Many years ago I worked with an art therapist named Christine at a state psychiatric hospital. I still remember her quite well, partly because I was so envious of her. While I was floundering and a bit lonely at the time, she had a sweet husband, two thriving kids, a beautiful house, and a job that she valued.
“My dream has come true” she told me one day. “I am living my dream. In fact, if it weren’t for my mother-in-law, I would have the perfect life.”
As it turns out, I didn’t hear a great deal about Christine’s dream. I didn’t hear much about her time spent with her gardening, or with her sweet husband or beautiful children. What I did hear about was her mother-in-law.
“Why did I have to end up with a mother-in-law like this?” she asked me one day. “She’s ruining everything.”
Christine was allowing her many blessings to be overshadowed by this one challenging aspect of her life. Since she felt like an innocent victim (although it didn’t sound that way to me), all she could really do was gripe and grumble and feel mistreated, so that’s what she did much of the time.
From where I sat on the sidelines, removed from any entanglements or investments in her situation, her situation seemed clear. But the relationships in my own life were, of course, harder for me to see. It’s that way for most of us.
Our upcoming program, Gratitude, Grace and a Month of Self-Reflection, can give us a chance to see our own relationships more clearly. It can help us to embrace our blessings, address our challenges and make the best we can of our situation, whatever that may be.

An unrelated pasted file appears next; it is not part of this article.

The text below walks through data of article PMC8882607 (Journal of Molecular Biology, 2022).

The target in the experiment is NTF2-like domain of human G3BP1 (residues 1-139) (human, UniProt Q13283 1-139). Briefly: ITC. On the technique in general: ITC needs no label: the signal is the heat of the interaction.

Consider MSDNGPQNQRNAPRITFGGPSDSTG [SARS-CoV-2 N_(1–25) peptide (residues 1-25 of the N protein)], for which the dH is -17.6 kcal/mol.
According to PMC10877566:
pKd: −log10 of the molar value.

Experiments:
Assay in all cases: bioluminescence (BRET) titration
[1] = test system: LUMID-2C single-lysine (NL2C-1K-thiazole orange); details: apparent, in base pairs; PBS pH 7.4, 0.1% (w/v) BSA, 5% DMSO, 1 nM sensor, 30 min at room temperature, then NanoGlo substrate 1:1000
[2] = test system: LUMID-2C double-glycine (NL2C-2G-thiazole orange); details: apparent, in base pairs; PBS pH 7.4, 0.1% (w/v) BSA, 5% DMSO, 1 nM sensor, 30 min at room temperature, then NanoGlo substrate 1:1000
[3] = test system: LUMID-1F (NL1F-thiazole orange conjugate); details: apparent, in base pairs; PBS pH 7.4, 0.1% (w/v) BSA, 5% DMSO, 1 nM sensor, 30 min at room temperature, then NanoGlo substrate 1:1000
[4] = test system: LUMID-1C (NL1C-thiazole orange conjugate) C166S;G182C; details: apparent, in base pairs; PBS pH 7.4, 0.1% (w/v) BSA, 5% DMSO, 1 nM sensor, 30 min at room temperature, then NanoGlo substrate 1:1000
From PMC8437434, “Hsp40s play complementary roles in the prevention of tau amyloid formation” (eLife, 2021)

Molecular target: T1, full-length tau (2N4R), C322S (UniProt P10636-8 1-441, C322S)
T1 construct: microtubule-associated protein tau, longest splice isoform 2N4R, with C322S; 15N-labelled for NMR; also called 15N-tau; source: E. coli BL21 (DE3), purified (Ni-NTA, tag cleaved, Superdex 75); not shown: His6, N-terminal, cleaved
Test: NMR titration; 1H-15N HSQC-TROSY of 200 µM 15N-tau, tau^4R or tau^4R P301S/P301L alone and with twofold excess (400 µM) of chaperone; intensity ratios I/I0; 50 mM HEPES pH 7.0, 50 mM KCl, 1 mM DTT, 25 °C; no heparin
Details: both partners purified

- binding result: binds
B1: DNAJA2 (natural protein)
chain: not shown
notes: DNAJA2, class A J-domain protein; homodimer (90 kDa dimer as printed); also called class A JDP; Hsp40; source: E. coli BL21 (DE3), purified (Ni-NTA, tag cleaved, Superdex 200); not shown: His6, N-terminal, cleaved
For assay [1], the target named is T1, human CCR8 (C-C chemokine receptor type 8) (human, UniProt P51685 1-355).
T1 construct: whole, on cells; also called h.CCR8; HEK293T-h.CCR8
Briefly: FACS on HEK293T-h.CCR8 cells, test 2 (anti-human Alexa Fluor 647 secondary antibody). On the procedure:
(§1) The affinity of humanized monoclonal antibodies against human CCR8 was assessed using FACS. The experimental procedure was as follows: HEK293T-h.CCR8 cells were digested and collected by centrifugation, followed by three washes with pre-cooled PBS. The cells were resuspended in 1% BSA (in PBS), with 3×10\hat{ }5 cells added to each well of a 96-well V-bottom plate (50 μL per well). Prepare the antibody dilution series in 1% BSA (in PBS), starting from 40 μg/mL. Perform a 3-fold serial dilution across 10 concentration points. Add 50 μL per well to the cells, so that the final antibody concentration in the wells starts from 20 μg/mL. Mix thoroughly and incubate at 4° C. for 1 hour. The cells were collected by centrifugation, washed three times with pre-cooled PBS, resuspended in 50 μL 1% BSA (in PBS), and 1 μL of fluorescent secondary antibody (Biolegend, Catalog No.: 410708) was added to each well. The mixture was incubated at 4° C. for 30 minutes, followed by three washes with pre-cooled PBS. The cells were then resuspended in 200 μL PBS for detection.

Each day through the month we will reflect on our lives, skillfully and sincerely, using specific questions to prompt our reflections and specific exercises to guide us forward. You will receive a copy of Naikan, by Gregg Krech, as part of the program, along with online resources and inclusion in a global online discussion.
Please join us for this deeply personal and powerful program.
Click on the following link to register now:
Gregg Krech, Director of the ToDo Institute, will be teaching this course. Gregg is the author of Naikan: Gratitude, Grace & the Japanese Art of Self-Reflection. He has been studying and teaching Japanese Psychology for 29 years.
Tags: Attention japan compassion mental health naikan Relationships